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Is there a simple way to open a file by its associated program in windows? (like double clicking it in windows explorer but done automatically with my code)

For example, on computer A, "text.txt" will be opened in wordpad but on computer B it will be opened by Notepad++ because of the users file extension assignments.

I tried ShellExecute

ShellExecute(0, L"open", L"c:\\windows\\notepad.exe" ,L"c:\\outfile.txt" , 0 , SW_SHOW );

which works but if I omit the notepad.exe parameter weird things happen (a random explorer is shown).

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If you already got it working, what's the question? –  David Grayson Feb 2 '12 at 16:14

5 Answers 5

up vote 9 down vote accepted

You want to use the file to open as the file argument, not the parameter argument. No need to specify which program to use, ShellExecute will look it up for you.

ShellExecute(0, 0, L"c:\\outfile.txt", 0, 0 , SW_SHOW );

By leaving the verb as NULL (0) rather than L"open", you get the true default action for the file type - usually this is open but not always.

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I must be tired, thanks that did it! –  Valmond Feb 3 '12 at 8:43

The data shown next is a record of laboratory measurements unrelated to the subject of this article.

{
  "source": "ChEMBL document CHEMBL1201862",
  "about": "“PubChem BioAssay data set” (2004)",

If lpFile specifies a document file, the flag is simply passed to the associated application

So you need to substitute "c:\\windows\\notepad.exe" with the actual file you want to open and leave lpParameters null.

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See Launching Applications:

ShellExecute(NULL, "open", L"c:\\outfile.txt", NULL, NULL, SW_SHOW);

On windows, a good memory hook is to think of all data-files being executable by the shell. You can also try it out in a command box, where you can just type a filename, and it will be opened up. Or, the other way around, every file in Windows can be opened, and the default opening-action for executable files is to execute them.

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According to the MS Knowledge Base, ShellExecute should work (we do this in Delphi all the time):

ShellExecute(Handle, "Open", Filename, "", "C:\", SW_SHOWNORMAL)
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Maybe try start instead of open?

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1  
open is the default verb that Explorer uses when you double-click a file. You can leave the parameter NULL to use the actual default for the file type. –  Mark Ransom Feb 2 '12 at 16:12

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